Craig Finn bids farewell to the Triple Rock tonight

Craig Finn, photographed back when the Village Voice was still a newspaper.

Craig Finn, photographed back when the Village Voice was still a newspaper. Shawn Brackbill

First of all, because you were all wondering, it’s absolutely true.

The name of Craig Finn’s new band, the Uptown Controllers, does indeed come from that quasi-legendary and totally ridiculous Craigslist ad for a "Playstation 4 Controller That May Have Been Used By Craig Finn," placed in 2015 by local comic Justin Colucci, who also provided City Pages with a wild (and spurious) origin story for the device.

“I saw it as a bit of divine intervention,” Finn says. “We needed a name. The rest of that claim after the Replacements show is obviously (I hope!) fiction.”

Finn’s history in Minneapolis is long, storied, and well documented: Lifter Puller (LFTR PLLR) provided a distinctive, post-punk/indie-rock soundtrack for Finn’s tales of a lost generation of Lake Street-wandering Gen Xers, and New York City’s Hold Steady took those stories world-wide with hard rock swagger. This week, he brought his latest project, which evokes the more stripped-down indie of his early career, but more grown up, to St. Paul for a Wednesday gig at the Turf Club. Tonight, he’ll make the long, arduous haul across the river to play Triple Rock Social Club, where he and the rest of Lifter Puller baptized the stage on its opening night back in 2003.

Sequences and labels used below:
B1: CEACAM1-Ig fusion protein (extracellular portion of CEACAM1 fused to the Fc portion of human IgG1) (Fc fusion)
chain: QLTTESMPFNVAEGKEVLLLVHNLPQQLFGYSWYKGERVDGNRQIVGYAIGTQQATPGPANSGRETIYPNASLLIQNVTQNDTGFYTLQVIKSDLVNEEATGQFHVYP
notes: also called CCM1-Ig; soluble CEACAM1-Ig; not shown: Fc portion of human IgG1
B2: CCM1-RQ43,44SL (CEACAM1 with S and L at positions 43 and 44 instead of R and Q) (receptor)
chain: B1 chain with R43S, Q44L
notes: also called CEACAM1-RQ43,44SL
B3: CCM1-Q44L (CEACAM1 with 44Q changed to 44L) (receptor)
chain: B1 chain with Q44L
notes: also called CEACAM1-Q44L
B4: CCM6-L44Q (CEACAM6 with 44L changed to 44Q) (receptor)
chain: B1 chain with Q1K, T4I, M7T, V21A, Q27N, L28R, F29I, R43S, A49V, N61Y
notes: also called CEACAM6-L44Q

“I have amazing memories of that first weekend at the Triple Rock when Lifter Puller played three shows to open it up,” Finn says. “These were reunion shows, and people came from all over to see them. It was fun to see Erik and Gretchen [Funk], very good friends, building something that would be so important to the music scene and a ton of people I love. It was obviously going to be a great venue.”

Although Finn’s early 2000’s expatriation to New York City meant he didn’t get to absorb nearly as many of the thousands of shows at the Triple Rock as the rest of us, he has fond memories of playing it in all his projects. However, it’s telling that Finn, a guy whose career has been spinning stories of kids lost in the places they inhabit, particularly favors this one: “[When] LFTR PLLR came back and played the D4th 21st Birthday show. I got up on the roof during Against Me’s set and had a blast watching the crowd and looking around the city. Once again I marveled at what Gretchen and Erik had built, and how they were able to pull a bunch of national acts together, who all jumped at the chance to be a part of it.”

Tonight, Finn gets one last chance (unless something totally crazy happens) to grace the Triple Rock stage before it closes in late November. With such a long connection between himself and the venue, expect not just a show, but one piece of what feels like a multipart Irish wake for the world’s only punk social club. But it’s not the building alone that Finn’s going to be toasting.

“I think it’s important to remember that it was the people who made the magic there, not the structure,” Finn says. “From the top down, the staff was always friendly and efficient, and they simply cared a lot. That goes a long long way. That is the spirit that seems to me to live on everywhere in the Twin Cities scene, and what makes it such a great place for music. The Triple Rock was loved on a national and international scale, and will be greatly missed.”

Craig Finn
With: John K. Samson
Where: Triple Rock Social Club
When: 9 p.m. Fri. Oct. 20
Tickets: Sold out; more info here